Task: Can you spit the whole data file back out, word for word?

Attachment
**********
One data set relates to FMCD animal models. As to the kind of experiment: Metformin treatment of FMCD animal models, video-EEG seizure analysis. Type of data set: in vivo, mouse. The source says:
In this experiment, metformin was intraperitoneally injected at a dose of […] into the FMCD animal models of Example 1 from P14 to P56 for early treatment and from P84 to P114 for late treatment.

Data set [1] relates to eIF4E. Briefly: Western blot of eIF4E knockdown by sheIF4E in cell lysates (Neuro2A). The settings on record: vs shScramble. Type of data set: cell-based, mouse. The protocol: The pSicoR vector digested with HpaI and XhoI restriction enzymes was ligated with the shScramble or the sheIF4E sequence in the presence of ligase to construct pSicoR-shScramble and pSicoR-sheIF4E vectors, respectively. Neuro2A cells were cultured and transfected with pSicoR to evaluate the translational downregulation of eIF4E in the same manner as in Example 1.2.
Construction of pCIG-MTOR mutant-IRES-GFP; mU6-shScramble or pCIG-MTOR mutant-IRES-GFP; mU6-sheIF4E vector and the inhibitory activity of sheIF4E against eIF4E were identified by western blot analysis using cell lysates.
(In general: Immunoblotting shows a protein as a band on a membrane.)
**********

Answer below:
One data set relates to FMCD animal models. As to the kind of experiment: Metformin treatment of FMCD animal models, video-EEG seizure analysis. Type of data set: in vivo, mouse. The source says:
In this experiment, metformin was intraperitoneally injected at a dose of […] into the FMCD animal models of Example 1 from P14 to P56 for early treatment and from P84 to P114 for late treatment.

Data set [1] relates to eIF4E. Briefly: Western blot of eIF4E knockdown by sheIF4E in cell lysates (Neuro2A). The settings on record: vs shScramble. Type of data set: cell-based, mouse. The protocol: The pSicoR vector digested with HpaI and XhoI restriction enzymes was ligated with the shScramble or the sheIF4E sequence in the presence of ligase to construct pSicoR-shScramble and pSicoR-sheIF4E vectors, respectively. Neuro2A cells were cultured and transfected with pSicoR to evaluate the translational downregulation of eIF4E in the same manner as in Example 1.2.
Construction of pCIG-MTOR mutant-IRES-GFP; mU6-shScramble or pCIG-MTOR mutant-IRES-GFP; mU6-sheIF4E vector and the inhibitory activity of sheIF4E against eIF4E were identified by western blot analysis using cell lysates.
(In general: Immunoblotting shows a protein as a band on a membrane.)